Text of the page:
Anyone researching Empire Industries Ltd (CVE:EIL) might want to consider the historical volatility of the share price. Volatility is considered to be a measure of risk in modern finance theory. Investors may think of volatility as falling into two main categories. The first type is company specific volatility. Investors use diversification across uncorrelated stocks to reduce this kind of price volatility across the portfolio. The second sort is caused by the natural volatility of markets, overall. For example, certain macroeconomic events will impact (virtually) all stocks on the market.
Some stocks mimic the volatility of the market quite closely, while others demonstrate muted, exagerrated or uncorrelated price movements. Beta is a widely used metric to measure a stock’s exposure to market risk (volatility). Before we go on, it’s worth noting that Warren Buffett pointed out in his 2014 letter to shareholders that ‘volatility is far from synonymous with risk.’ Having said that, beta can still be rather useful. The first thing to understand about beta is that the beta of the overall market is one. A stock with a beta greater than one is more sensitive to broader market movements than a stock with a beta of less than one.
What EIL’s beta value tells investors
Given that it has a beta of 1.42, we can surmise that the Empire Industries share price has been fairly sensitive to market volatility (over the last 5 years). Based on this history, investors should be aware that Empire Industries are likely to rise strongly in times of greed, but sell off in times of fear. Share price volatility is well worth considering, but most long term investors consider the history of revenue and earnings growth to be more important. Take a look at how Empire Industries fares in that regard, below.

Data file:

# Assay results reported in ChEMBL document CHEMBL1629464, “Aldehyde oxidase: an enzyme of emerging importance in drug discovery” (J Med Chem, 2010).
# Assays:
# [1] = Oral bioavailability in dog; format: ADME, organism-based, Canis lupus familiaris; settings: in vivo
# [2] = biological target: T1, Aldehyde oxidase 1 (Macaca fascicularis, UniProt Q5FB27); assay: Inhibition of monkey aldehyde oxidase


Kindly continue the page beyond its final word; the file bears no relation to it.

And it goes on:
How does EIL’s size impact its beta?
Empire Industries is a rather small company. It has a market capitalisation of CA$41m, which means it is probably under the radar of most investors. Relatively few investors can influence the price of a smaller company, compared to a large company. This could explain the high beta value, in this case.
What this means for you:
Since Empire Industries has a reasonably high beta, it’s worth considering why it is so heavily influenced by broader market sentiment. For example, it might be a high growth stock or have a lot of operating leverage in its business model. In order to fully understand whether EIL is a good investment for you, we also need to consider important company-specific fundamentals such as Empire Industries’s financial health and performance track record. I highly recommend you dive deeper by considering the following:
- Future Outlook: What are well-informed industry analysts predicting for EIL’s future growth? Take a look at our free research report of analyst consensus for EIL’s outlook.
- Past Track Record: Has EIL been consistently performing well irrespective of the ups and downs in the market? Go into more detail in the past performance analysis and take a look at the free visual representations of EIL’s historicals for more clarity.
- Other Interesting Stocks: It’s worth checking to see how EIL measures up against other companies on valuation. You could start with this free list of prospective options.
To help readers see past the short term volatility of the financial market, we aim to bring you a long-term focused research analysis purely driven by fundamental data. Note that our analysis does not factor in the latest price-sensitive company announcements.
The author is an independent contributor and at the time of publication had no position in the stocks mentioned. For errors that warrant correction please contact the editor at firstname.lastname@example.org.